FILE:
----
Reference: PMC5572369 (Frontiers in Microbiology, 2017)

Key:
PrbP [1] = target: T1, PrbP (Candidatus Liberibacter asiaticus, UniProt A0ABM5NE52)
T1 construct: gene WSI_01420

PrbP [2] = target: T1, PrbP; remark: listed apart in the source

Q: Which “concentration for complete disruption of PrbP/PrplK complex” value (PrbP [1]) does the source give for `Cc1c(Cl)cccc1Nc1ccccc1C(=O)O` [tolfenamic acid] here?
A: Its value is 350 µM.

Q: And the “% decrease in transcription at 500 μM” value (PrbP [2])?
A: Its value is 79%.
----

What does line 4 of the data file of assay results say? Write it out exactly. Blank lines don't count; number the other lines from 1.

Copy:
T1 construct: gene WSI_01420